We have an inherent faith in our justice system. We believe that the founders, and their subsequent successors have developed a court of law that redeems the innocently accused, and brings just punishment on the guilty.
To many across the nation, however, this is not the case. The justice system does not serve all, but rather the interests of few. A jury of their peers is not in fact made up of their peers.
Yesterday in South Carolina, a now-former police officer, Michael Slager had his trial ruled a mistrial on the basis that the jury was hung and unable to reach a verdict. For those of you who missed it, or don’t pay attention to officer-involved shootings against unarmed men, here’s what happened:
A police officer executing a man by shooting him five times in the back as a 50-year-old man slowly runs away from him.
That this was murder is not even a question. The degree of the charges were the only amount of uncertainty, and indeed, just three days after the shooting, Slager was charged with murder. Additionally, a grand jury indicted Slager on murder two months later.
This case is one of the swiftest to date after a litany of officer involved shootings to receive massive press coverage.
As most are aware, Officer Darren Wilson who shot and killed Michael Brown faced no charges. Officer Daniel Pantaleo in New York faced no charges for choking Eric Garner to death while on duty. Here, closer to home in Fairfax, after more than two years of delays and obstructions, Officer Adam Torres was charged with murder and pled guilty to manslaughter in the shooting death of John Greer. Encouragingly, the officer who shot and killed Philando Castile (which this author wrote in disgust about immediately after ) was arrested and charged with manslaughter last month.
We’re seeing an increase in accountability for unwarranted police action through the courts and the rule of law, but more work is left to be done, as proven in the Slager case.
Despite a clear video of an execution, a jury of Walter Scott’s peers could not find Slager guilty.
In this instance, a 50-year-old man, Scott, who could have been caught and arrested, is targeted by Slager with eight bullets, five of them finding the fleeing man in the back.
Slager then retrieves his Taser to drop it next to Scott, which could be an attempt to implicating Scott. And even after handcuffing Scott, per procedure, neither Slager nor the second responding officer offered any medical attention to an unarmed man who had been pulled over for a broken tail-light.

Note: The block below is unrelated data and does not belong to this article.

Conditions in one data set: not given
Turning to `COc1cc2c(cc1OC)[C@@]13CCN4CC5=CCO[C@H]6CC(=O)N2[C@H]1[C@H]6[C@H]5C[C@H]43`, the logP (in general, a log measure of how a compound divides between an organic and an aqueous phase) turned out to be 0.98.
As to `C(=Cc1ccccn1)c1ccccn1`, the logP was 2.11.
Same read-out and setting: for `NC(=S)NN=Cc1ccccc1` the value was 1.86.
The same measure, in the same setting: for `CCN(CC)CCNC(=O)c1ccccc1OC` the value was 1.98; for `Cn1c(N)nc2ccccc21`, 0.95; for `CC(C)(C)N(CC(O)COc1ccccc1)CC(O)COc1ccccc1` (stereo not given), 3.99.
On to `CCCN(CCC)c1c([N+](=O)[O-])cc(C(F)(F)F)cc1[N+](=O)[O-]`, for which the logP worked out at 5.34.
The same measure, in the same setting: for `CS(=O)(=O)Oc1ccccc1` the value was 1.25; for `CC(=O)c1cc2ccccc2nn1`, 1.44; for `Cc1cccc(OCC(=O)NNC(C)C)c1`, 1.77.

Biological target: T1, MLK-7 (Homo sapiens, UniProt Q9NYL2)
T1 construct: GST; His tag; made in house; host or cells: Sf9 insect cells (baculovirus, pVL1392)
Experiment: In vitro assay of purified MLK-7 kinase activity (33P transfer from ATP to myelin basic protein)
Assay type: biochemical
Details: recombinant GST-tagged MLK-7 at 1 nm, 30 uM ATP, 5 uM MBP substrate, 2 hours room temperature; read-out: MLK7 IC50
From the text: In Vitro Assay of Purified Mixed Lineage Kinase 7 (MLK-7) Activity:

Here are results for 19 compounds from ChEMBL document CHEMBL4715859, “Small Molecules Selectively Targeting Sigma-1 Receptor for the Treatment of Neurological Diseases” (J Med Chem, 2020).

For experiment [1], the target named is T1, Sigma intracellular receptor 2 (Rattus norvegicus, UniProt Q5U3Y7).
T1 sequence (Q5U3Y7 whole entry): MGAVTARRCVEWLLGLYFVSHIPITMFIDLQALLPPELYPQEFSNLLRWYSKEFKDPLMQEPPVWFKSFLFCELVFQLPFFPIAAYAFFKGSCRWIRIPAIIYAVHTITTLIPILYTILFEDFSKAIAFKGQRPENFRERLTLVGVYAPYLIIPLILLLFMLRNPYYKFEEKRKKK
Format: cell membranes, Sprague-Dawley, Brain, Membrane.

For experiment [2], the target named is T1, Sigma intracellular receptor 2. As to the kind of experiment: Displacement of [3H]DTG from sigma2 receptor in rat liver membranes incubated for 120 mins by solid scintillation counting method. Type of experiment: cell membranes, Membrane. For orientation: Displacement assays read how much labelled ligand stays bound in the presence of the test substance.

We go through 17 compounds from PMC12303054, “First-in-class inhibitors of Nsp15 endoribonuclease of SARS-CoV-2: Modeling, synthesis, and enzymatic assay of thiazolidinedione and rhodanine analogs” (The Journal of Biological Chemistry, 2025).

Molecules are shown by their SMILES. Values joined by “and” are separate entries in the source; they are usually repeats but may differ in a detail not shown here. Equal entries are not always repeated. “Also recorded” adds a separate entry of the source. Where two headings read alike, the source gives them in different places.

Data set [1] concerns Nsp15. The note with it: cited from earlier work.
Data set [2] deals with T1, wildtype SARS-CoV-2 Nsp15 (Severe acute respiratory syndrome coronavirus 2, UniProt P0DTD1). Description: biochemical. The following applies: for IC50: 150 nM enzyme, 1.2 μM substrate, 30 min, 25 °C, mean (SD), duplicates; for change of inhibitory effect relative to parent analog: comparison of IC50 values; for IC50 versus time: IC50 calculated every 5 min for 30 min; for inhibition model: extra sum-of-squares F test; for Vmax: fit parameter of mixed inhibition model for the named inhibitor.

In a world where everyone has a smartphone, we have a rare instance of definitive video proof of a police officer acting far beyond reasonable force and shooting a man in the back. Yet, somehow, even this wasn’t enough to secure a conviction of a police officer.
The only defense Slager could offer was that his reaction and use of force was what he was trained to do. He testified in his defense that he felt ‘total fear’, questioning why Scott would run from a traffic stop for a broken tail-light. After the stop, there ensued an altercation where Scott tried to prevent being stunned with a Taser, he then broke free and continued running, where Slager, rather than pursue an unarmed man, pulled his weapon and fired eight times in 2.7 seconds.
This case was so strange and runs counter to the normal narrative of conservatives who applaud and uphold truth and justice for police in virtually 100% of cases that even Sean Hannity couldn’t find a way to defend Slager:
Fox News host Sean Hannity on Thursday passionately defended Walter Scott, a black man gunned down apparently in cold blood by white North Charleston, S.C., police officer Michael Slager.
“You don’t shoot an innocent person that’s not a threat in the back—that’s murder,” Hannity said.
“We cannot have in this country—look, you talk about the officer is innocent until proven guilty, that tape is overwhelming, incontrovertible evidence that this man was shot innocently in the back,” Hannity continued. “He’s not the judge, jury and executioner here. He doesn’t get to fire against the guy that’s not a threat to anybody.”
The mistrial yesterday shows that we still have a long way to go in order to gain accountability and hold accountable those sworn to protect. Challenges will always remain, but for every bit of progress we make at a prosecution level, there remains progress to be had in the courtroom.